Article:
An Albatross a Day Makes the Sea Sickness Go Away

February 26, 2024

Author: Neel Koritala, A Watch, University of Illinois ‘25

haulingsmall

Ship's Log

February 25, 2024

Position: 40°24.905 ‘S x 177°05.352 ‘EHeading: 246°TSpeed: 2.7 knotsWeather: A nice sunny day with strong winds in the morning, easing in the afternoon. The sea had swells around 4-5 feet, and the temperature was around 21°C.

Hello from beautiful Aotearoa New Zealand!Time is flying by. We are approximately 6 days away from ourport stop in Wellington. It is hard to believe that we only landed here 12days ago. Every day has been incredible. Despite our hectic schedules thereis always ample time for delicious food and great conversations. Take todayfor example. I woke up around 1030 (A watch, which is my watch group, hadnight watch from 01900 to 0100). I rolled out of bed and crawled into themain salon. A few of my ship mates were there, chowing down on some leftovercrepes and nutella. I joined them and them, savoring every last bite of thatnutella. I stayed in the main salon for a meeting with my fellow watchmembers. We discussed how we were feeling and learned more about differentsailing maneuvers. Then, it came time for lunch. A scrumptious salad withcannellini beans, kale, mini shrimp, and balsamic vinegar. After devouringmy lunch, A watch took the deck. Every day we cycle through variousresponsibilities. We steer the ship with the helm, take lookout on theship’s bow, do hourly boat checks to ensure safety, plot our course, andadjust the sails. Today I began on lookout. I clipped into the bow of theship and held on as the ship crashed along the waves, getting splashedoccasionally (sometimes doused). Just in the one hour I was at the bow, Isaw 5 albatrosses! Next, I was off to the helm. Getting to steer is such alarge ship is exhilarating but also nerve-racking. Next was the boat check.From the engine room to the heads (bathrooms) you check every nook andcranny, making sure all is well. After a successful watch, we headed down tothe main salon for a tasty chicken and beef casserole.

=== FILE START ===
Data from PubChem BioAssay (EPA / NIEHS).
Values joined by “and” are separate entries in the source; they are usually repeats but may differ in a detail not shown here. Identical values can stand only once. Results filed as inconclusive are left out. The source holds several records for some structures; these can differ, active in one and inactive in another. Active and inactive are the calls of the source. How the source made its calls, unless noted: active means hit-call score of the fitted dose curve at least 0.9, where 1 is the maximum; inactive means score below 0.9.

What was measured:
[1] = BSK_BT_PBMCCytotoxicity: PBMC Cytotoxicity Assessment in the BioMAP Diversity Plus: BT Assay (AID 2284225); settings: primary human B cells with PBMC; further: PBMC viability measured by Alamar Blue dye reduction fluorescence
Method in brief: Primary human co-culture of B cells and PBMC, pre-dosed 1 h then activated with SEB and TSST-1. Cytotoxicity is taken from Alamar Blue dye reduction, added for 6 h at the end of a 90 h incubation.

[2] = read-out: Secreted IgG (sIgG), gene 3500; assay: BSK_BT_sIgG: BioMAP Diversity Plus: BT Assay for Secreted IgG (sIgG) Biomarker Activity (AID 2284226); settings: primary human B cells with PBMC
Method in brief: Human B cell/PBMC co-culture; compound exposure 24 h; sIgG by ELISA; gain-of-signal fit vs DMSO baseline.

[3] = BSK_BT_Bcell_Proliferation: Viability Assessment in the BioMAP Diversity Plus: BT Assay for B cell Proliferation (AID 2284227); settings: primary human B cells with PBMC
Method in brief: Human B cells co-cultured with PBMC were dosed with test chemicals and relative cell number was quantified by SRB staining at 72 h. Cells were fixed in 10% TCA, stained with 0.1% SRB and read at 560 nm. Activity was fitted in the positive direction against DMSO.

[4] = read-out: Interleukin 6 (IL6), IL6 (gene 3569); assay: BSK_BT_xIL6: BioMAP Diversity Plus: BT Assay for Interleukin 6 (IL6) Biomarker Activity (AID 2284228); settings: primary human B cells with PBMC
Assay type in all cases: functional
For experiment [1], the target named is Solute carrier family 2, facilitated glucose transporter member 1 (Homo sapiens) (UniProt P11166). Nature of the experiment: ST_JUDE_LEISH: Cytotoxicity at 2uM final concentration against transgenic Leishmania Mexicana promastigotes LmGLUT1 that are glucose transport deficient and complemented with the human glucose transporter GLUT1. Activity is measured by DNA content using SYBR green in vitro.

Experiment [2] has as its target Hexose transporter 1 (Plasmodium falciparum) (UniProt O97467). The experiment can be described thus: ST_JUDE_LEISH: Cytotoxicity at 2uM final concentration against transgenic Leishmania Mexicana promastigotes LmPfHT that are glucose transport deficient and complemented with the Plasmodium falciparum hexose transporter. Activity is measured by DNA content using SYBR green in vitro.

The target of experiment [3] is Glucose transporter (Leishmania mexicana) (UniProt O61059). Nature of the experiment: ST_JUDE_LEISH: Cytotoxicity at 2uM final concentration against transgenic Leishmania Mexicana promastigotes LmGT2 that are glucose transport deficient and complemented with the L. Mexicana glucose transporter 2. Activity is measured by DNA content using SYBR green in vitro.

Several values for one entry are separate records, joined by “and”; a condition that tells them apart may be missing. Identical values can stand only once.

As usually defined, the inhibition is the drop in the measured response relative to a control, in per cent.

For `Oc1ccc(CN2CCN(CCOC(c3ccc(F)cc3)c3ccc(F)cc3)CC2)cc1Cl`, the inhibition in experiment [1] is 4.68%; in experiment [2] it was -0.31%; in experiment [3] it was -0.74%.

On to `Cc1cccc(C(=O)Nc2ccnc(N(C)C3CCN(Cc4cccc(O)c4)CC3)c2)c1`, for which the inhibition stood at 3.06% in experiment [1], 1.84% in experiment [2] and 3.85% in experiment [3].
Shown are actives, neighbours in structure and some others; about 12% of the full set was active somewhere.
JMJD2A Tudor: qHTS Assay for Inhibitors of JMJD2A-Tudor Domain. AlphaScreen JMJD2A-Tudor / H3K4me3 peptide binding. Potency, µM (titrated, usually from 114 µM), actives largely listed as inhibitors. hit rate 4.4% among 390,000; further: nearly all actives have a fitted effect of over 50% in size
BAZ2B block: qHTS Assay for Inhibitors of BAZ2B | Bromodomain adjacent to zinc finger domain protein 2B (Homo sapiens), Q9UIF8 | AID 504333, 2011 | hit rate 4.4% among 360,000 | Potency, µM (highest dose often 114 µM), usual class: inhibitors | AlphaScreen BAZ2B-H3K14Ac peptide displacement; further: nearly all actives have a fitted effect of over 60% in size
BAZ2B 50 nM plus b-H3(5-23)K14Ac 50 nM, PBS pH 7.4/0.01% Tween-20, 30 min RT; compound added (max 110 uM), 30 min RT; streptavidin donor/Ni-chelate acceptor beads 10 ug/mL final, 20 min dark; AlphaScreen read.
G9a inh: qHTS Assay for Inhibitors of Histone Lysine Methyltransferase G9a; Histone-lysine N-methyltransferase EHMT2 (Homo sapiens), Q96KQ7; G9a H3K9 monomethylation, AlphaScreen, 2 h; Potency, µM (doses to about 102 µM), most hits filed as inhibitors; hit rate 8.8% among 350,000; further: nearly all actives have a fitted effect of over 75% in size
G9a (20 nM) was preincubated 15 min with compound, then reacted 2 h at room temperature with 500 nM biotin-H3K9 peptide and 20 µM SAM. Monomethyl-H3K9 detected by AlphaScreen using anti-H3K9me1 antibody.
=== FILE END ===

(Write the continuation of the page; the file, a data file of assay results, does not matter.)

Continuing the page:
It is hard to encapsulate what goes on day to day because thereare always aspects of the ship that are changing. You learn to expect theunexpected. Every day there are new challenges and tasks, but we worktogether to ensure we are moving in the right direction. I am surrounded bysuch an incredible group of people. Everyone is kind-hearted, open, andpatient. It makes it what should be difficult feel easy. Sharing thisexperience with this group of people is such a blessing. Further, I’ve beenlucky enough to be a speck in the grand Pacific Ocean. There is so much tosee. We have seen vibrant bioluminescent water, dolphins dancing along thebow of the ship, and even a sunfish. Being at the mercy of the nature ishumbling, and it helps you appreciate the smaller things in life you havetaken for granted.P.STo my family and friends. I love and miss you all very much. The firstchance I get, you will be getting a call. I hope all is going well!Best,Neel Koritala, A Watch, University of Illinois ‘25

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One Comment

  1. Rachel and Srirajasekhar Koritala February 27, 2024 at 13:21 - Reply

    It’s great to hear you are having a fantastic time Neel. Your blog post gave us a nice window into your exciting experiences and food :-). We love you tons and hope you continue to have many more adventures on this voyage. We can’t wait to talk with you when you stop ashore.
    – Mom, Nanna (Dad), Asha and Sahana

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